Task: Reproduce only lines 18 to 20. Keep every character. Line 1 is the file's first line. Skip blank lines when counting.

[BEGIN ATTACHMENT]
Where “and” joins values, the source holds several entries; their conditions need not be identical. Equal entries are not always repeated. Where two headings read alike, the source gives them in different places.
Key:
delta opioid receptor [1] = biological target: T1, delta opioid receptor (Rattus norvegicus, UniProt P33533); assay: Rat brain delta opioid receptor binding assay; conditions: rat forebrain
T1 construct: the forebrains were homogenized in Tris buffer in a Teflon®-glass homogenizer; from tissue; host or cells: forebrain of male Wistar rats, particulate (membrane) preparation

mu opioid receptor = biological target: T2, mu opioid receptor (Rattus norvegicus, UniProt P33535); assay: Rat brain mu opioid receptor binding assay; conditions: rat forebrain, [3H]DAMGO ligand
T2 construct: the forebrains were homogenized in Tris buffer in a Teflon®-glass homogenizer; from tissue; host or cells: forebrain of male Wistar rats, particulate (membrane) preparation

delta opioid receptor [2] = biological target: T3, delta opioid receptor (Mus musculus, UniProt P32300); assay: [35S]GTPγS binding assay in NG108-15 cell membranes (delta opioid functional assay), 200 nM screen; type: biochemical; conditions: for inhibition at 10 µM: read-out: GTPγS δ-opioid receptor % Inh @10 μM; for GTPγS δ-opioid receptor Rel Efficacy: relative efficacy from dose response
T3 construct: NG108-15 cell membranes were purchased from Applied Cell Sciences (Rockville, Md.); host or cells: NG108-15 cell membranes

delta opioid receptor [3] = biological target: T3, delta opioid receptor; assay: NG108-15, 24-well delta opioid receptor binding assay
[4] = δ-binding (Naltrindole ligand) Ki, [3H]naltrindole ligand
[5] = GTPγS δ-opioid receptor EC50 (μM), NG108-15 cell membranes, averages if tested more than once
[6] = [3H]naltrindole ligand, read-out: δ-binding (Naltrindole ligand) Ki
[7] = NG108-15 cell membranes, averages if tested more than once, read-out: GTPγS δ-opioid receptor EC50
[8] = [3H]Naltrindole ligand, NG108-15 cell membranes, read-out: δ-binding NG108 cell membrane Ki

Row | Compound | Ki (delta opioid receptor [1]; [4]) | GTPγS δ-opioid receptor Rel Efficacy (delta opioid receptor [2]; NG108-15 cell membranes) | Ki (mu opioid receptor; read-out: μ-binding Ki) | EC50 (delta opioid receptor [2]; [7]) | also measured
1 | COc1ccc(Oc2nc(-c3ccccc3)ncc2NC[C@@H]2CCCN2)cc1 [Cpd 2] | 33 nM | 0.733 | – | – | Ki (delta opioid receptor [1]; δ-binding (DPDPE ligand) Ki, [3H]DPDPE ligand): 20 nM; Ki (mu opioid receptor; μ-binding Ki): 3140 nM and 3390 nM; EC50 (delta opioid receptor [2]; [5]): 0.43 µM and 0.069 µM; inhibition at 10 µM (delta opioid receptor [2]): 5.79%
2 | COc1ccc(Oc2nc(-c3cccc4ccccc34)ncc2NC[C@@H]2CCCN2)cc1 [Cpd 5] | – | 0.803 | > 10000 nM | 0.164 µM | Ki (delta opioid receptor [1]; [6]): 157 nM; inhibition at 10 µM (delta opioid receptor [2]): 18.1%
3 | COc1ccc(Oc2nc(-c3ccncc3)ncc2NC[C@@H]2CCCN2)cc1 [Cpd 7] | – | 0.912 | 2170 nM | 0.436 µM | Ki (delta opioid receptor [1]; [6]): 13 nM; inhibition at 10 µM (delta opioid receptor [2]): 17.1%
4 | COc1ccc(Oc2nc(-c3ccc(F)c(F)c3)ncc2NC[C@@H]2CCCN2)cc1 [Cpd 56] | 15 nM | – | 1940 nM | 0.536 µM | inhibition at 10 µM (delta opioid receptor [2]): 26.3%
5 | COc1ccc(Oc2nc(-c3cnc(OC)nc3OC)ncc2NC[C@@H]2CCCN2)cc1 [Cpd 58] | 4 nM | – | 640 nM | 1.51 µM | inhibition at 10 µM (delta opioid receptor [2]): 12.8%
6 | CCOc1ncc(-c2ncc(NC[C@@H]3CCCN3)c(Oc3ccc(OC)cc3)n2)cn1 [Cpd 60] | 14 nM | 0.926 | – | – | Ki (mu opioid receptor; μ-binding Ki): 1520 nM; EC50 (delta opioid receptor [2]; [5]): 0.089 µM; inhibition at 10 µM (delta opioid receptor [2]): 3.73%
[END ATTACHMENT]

3 | COc1ccc(Oc2nc(-c3ccncc3)ncc2NC[C@@H]2CCCN2)cc1 [Cpd 7] | – | 0.912 | 2170 nM | 0.436 µM | Ki (delta opioid receptor [1]; [6]): 13 nM; inhibition at 10 µM (delta opioid receptor [2]): 17.1%
4 | COc1ccc(Oc2nc(-c3ccc(F)c(F)c3)ncc2NC[C@@H]2CCCN2)cc1 [Cpd 56] | 15 nM | – | 1940 nM | 0.536 µM | inhibition at 10 µM (delta opioid receptor [2]): 26.3%
5 | COc1ccc(Oc2nc(-c3cnc(OC)nc3OC)ncc2NC[C@@H]2CCCN2)cc1 [Cpd 58] | 4 nM | – | 640 nM | 1.51 µM | inhibition at 10 µM (delta opioid receptor [2]): 12.8%